Lou, I've seen the same dialectic again and again between supposed silicon limits about to be reached at X.X process generation and the architectural fixes for same. But one of the main reasons silicon hasn't been replaced yet isn't technical: it's economic, And I don't mean the fact that the material is relatively cheap. The situation is analogous to other potential replacements, like electric and/or hybrid cars, or solar energy, or bioplastics and biofuels: the existing infrastructure is huge, entrenched, pervasive and profitable. Replacing it will take a lot of conscious, united effort, even if the replacing technology works just as well.
Graphene is the future. Forcing a band gap in the material was the crucial step.
However, now that it is poised to be used mainstream, how toxic is the manufacturing process of graphene? I read an article here at DN on nano-tube creation, and its bad. Graphene can't be far behind it.
Cabe, thanks for covering this news from Georgia Tech. Graphene, in various forms including CNTs, has been considered as one possible replacement for silicon for several years. This is a totally cool step forward.
The issue of shrinking transistor size and of stretchability are really two different things.
Over the last many years people have been looking for the replacement for silicon. It is interesting that this has not happened yet. Chip makers continually improve silicon manufactur and density. Other materials generally prove to be of a much lower yield or density or both. Gallium Arsenide was one of those. It could operate at higher speeds, but yield and density were poor.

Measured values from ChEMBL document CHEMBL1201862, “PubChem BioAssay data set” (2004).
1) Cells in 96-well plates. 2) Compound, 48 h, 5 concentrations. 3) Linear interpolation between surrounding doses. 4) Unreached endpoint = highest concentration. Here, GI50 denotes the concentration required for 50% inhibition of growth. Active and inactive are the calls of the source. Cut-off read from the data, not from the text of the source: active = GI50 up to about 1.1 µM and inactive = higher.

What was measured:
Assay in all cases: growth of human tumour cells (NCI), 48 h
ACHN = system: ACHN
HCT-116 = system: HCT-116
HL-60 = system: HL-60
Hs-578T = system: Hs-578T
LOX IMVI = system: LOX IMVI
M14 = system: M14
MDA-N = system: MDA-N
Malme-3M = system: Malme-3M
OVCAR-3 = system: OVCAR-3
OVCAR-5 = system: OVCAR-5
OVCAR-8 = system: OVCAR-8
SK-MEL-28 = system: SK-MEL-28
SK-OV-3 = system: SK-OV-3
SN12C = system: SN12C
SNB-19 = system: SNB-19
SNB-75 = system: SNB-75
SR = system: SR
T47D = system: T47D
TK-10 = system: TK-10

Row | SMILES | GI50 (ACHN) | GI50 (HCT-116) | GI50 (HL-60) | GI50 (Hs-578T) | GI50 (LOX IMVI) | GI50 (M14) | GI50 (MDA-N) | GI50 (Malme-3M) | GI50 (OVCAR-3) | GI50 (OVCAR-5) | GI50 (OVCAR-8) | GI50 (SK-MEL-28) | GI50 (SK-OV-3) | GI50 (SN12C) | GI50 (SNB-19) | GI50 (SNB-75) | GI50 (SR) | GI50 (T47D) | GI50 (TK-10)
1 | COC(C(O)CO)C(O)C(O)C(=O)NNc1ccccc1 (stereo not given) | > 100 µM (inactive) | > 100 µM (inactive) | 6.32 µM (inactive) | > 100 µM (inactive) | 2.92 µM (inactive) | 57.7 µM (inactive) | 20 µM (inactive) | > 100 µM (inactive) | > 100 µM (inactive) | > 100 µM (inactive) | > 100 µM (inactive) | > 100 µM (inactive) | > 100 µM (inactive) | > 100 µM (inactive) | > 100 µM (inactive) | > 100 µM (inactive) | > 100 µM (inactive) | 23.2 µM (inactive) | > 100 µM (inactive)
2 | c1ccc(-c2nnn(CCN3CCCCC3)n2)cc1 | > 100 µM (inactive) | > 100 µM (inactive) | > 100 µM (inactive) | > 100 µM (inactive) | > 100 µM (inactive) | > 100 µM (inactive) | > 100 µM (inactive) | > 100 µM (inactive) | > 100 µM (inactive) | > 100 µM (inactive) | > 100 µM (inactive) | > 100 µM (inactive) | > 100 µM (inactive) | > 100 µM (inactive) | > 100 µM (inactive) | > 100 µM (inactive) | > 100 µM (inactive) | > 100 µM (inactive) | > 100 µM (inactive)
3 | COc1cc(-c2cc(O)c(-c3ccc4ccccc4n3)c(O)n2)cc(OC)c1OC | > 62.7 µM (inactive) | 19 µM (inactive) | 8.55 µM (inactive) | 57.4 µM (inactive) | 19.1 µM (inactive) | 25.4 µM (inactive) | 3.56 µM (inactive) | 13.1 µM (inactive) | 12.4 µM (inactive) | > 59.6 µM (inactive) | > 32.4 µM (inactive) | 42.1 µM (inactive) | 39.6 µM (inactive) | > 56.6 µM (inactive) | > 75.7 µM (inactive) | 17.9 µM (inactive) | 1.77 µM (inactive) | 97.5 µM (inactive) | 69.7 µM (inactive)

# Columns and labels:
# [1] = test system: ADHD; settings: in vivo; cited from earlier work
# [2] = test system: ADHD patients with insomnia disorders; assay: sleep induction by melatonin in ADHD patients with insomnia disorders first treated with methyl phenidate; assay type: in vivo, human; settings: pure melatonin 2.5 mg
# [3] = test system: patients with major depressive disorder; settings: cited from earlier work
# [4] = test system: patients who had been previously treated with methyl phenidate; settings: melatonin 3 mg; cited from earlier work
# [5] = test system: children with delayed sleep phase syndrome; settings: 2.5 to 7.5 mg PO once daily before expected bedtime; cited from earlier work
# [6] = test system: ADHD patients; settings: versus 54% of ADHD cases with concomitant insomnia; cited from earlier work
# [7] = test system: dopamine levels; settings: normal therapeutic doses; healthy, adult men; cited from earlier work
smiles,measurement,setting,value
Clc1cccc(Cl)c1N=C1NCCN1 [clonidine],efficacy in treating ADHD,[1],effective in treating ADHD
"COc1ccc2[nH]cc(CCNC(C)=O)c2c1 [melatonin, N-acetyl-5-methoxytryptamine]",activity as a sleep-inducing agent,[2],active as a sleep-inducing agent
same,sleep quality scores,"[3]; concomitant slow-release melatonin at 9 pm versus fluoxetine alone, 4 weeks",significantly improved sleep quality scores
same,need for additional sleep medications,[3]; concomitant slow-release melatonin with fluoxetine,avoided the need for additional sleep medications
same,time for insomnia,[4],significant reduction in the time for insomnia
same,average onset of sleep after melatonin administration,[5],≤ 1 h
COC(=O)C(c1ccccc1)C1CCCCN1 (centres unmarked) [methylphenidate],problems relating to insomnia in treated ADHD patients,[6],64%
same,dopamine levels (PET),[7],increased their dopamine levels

The solution to reaching limits on clock speed has been architectural. Thus we have multicore machines.
It always seems to be a race between silicon getting better and something else. As you point out in the article, the first theoretical conjecture was in 1947. These things can take a long time before they go from theory to industrial use.
There is currently much discussion around the term "platform," which may be preceded by the adjectives "mobile," "wearable," "medical," "healthcare," etc. However, regardless of the platform being discussed, they usually have one key aspect in common: They tend to be wireless. So, why is this one aspect so fairly universal? The answer is convenience.
Everyone has a MEMS story. For most of us it’s probably the airbag that saved our lives or the life of a loved one. Perhaps it’s the tire pressure sensor that alerted us about deflation before we were stranded alone on a dark muddy road.
Bioimimicry is not merely a helpful design tool -- it also encourages designers to think not only about how to solve design problems by imitating nature, but how to make the products, materials, and systems they design more ecologically sound and nature-friendly.
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